“Smart-ass.” Maddie moved back into the kitchen.

  Jacob looked over at Em, his eyes full of laughter and mischief and memories of their kisses, maybe? Just thinking about them made the heat rush to her face, and to other parts of her body. “Jacob.”

  “Em,” he said with mock obedience.

  “I, uh, might have given you the wrong idea back there.”

  “Back there…”


  He just looked at her.

  Damn it. “When we kissed.”

  “Ah.” He nodded seriously. “And what idea would that have been?”

  “That I intend to sleep with you.”

  He arched a brow. “And you don’t.”

  “No. I’m sorry.” No matter that you’ve made me so hot my skin is steaming. “I don’t.”

  Maddie came back with two mugs of coffee. Jacob didn’t say anything while Em doctored hers up with sugar, lots of it, and cream. Not sure what to say, or how to get back to broaching the subject of her TV show, Em looked around her. The place had mismatched chairs and flooring that had probably been there for fifty years, yet was scrubbed to a shiny clean, as were all the surfaces. The crowd was much older than Hush’s, and most were eating, not drinking. Two men past retirement age were playing cards in the corner. Others hunched at the counter over their mugs, some talking, some not. All the while Maddie ran the show with her boisterous voice and easy laughter. It was curious to Em that Jacob came here.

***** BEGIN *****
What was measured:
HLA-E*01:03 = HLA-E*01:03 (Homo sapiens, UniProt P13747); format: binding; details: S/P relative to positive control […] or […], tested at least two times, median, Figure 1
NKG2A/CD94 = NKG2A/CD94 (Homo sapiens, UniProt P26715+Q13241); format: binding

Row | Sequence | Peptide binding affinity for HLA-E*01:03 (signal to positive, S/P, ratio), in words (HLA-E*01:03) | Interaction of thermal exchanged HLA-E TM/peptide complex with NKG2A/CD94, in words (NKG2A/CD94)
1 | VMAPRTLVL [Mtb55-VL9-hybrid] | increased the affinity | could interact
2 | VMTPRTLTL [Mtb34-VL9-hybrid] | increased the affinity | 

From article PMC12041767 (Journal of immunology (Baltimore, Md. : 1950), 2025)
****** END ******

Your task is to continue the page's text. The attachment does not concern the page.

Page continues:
“Taste your coffee,” he said with that uncanny way he had of reading her mind. “It’ll make better sense to you.”